Lucky Student Doesn’t Overlook 4-Leaf Clovers : NPR

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Heard on Morning Edition

August 5, 2010 – RENEE MONTAGNE, host:

In the midst of a recent interview for a Web series called “One Species at a Time,” reporter Ari Daniel Shapiro noticed something strange in the scientists lab: a giant four-leaf clover taped to a nearby lab instrument. It was the gift, he was told, from a former student of the scientist, a student with an unusual ability to find four-leaf clovers. Ari sought her out, and has this story.

ARI DANIEL SHAPIRO: About a month ago, I was sitting in Laurelhurst Park in Portland, Oregon with Summer Praetorius. Shes a PhD student at Oregon State University. Praetorius has red curly hair that bounces just below her shoulders. And shes got a pretty remarkable track record finding four-leaf clovers. It started when she was a child. But she sort of lost interest for a while, until something happened when she turned 20.

Ms. SUMMER PRAETORIUS (Student, Oregon State University): I had this dream where I looked down on the ground and I saw a four-leaf clover. And it was very big. In the dream, when I picked it up, it turned into this bouquet of four-leaf clovers. And it felt like a really good omen. And I think it was a day or two afterwards, I was visiting my fathers gravesite. He had died earlier that year. And I pulled up and I realized that I didnt bring anything with me. And so immediately my dream came into my head. And so I just went over to this little hill and there was one just sticking up, kind of like ready for me to pick. So I picked that and thats what I brought to the gravestone.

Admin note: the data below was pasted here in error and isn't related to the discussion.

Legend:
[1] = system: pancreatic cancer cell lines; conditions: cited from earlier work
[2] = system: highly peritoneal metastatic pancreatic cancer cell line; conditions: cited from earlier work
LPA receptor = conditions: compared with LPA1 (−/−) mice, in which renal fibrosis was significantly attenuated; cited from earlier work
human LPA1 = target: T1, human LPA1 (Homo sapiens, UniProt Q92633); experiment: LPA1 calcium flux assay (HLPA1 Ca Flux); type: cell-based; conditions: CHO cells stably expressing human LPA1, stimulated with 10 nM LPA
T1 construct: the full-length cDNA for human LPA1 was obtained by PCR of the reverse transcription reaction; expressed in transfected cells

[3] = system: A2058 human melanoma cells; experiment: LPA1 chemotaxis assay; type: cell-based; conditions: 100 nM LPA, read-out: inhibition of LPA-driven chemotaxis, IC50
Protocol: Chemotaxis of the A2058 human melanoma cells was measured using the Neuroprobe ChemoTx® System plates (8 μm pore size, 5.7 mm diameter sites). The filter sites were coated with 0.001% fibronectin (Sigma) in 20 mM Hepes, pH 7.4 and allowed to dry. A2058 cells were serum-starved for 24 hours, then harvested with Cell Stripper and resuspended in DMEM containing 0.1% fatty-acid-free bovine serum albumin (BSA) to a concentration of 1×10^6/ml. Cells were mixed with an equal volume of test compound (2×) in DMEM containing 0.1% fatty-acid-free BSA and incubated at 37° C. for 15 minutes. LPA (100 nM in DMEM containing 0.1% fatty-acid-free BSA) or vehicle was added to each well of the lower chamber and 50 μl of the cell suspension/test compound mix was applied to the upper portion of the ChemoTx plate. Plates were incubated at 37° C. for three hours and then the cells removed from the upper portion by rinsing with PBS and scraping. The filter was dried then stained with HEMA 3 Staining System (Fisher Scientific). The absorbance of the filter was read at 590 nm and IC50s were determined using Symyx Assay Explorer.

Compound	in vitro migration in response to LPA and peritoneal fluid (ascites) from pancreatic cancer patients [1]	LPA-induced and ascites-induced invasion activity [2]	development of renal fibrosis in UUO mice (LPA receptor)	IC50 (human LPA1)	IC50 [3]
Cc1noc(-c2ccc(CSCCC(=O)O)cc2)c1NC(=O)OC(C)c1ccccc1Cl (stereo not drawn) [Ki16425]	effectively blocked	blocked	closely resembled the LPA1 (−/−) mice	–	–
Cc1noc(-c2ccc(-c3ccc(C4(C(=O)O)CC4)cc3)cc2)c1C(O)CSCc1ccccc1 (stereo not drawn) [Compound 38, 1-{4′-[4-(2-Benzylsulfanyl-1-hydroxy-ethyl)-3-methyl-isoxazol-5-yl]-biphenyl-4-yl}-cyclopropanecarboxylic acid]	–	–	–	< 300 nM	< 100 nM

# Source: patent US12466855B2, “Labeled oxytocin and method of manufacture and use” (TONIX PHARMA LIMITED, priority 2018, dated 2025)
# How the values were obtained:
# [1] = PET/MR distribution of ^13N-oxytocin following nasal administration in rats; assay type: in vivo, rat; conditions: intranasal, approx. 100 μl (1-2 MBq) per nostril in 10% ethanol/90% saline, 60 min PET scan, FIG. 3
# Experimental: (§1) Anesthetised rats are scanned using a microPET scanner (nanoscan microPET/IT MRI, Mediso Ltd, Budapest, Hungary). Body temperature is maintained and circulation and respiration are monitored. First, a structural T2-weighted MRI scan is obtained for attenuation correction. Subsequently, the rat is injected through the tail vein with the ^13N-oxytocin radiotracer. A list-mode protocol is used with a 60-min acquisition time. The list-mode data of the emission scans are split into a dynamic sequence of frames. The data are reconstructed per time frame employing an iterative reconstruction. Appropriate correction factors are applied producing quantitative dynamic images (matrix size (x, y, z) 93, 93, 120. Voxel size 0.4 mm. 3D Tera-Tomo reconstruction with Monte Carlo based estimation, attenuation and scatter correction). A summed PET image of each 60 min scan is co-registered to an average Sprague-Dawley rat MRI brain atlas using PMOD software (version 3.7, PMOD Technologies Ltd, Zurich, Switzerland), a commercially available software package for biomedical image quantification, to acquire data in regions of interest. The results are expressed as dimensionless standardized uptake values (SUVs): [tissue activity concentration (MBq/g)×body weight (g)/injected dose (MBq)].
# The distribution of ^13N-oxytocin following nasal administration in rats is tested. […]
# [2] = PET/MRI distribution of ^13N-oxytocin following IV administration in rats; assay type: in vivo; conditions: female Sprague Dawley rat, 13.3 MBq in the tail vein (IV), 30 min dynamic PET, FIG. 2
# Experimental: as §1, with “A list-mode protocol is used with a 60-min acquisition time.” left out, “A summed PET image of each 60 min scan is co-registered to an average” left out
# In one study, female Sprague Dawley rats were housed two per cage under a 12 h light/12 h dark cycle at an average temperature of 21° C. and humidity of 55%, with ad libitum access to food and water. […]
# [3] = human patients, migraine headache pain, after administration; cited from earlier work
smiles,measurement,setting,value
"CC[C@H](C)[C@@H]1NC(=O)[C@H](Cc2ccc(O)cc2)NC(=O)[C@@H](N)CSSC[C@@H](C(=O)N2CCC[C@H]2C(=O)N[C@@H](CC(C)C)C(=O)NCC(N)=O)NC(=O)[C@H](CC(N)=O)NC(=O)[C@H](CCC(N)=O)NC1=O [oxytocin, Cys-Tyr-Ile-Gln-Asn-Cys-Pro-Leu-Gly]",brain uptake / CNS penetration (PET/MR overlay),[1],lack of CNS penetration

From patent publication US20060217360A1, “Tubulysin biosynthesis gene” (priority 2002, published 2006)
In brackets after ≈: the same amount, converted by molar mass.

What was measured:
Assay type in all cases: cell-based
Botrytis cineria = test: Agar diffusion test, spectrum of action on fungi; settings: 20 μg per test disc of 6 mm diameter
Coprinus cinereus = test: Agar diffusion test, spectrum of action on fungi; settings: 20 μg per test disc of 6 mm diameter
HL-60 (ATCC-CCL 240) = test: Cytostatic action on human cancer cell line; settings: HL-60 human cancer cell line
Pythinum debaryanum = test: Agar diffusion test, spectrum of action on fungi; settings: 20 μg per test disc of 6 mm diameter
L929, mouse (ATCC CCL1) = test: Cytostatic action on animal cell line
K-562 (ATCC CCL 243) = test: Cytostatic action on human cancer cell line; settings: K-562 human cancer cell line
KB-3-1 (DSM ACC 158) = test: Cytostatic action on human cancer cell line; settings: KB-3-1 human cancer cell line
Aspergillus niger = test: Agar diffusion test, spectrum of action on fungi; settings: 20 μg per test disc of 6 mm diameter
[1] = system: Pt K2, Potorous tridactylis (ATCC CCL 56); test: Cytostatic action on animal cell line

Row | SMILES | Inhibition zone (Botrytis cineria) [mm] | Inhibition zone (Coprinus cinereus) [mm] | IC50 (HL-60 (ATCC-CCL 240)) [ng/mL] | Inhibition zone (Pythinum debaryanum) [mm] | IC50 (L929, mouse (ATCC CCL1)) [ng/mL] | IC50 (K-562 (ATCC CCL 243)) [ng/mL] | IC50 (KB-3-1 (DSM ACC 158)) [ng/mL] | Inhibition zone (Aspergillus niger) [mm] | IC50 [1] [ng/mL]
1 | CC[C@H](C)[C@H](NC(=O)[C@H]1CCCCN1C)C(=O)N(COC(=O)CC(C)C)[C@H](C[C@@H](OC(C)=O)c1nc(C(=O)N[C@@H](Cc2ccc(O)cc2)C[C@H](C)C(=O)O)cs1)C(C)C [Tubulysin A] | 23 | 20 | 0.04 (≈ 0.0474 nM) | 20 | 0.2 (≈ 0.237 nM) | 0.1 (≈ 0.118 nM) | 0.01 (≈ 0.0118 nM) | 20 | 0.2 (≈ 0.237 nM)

SHAPIRO: Praetorius has always been good at recognizing shapes and patterns. It really helps in grad school when shes sorting through countless tiny fossils to understand the climate on Earth thousands of years ago. But when it comes to four-leaf clovers, Praetorius has her own theory.

Ms. PRAETORIUS: I think most people dont look, thats the interesting thing. Because if you see somebody whos lucky or – in some way it seems like luck is just this random thing thats streaming through that some people intercept and, you know, other people just dont. But I guess I think its a little bit more like the people themselves are actually engaging or intercepting that luck.

SHAPIRO: For Praetorius, the four-leaf clovers of the world are like little mirrors, reflecting back to her a sense that shes on the right path, that shes making her own luck and creating opportunities. Just before we parted ways, she gave me a four-leaf clover as big as my nose.

These days she gives all her clovers away as gifts – to friends, to strangers, inside library books.

Ms. PRAETORIUS: Maybe if these people dont even ever go out and look, itll still give them the feeling like one fell into their lap, and thats a little bit of luck for them.

SHAPIRO: For NPR News, Im Ari Daniel Shapiro.

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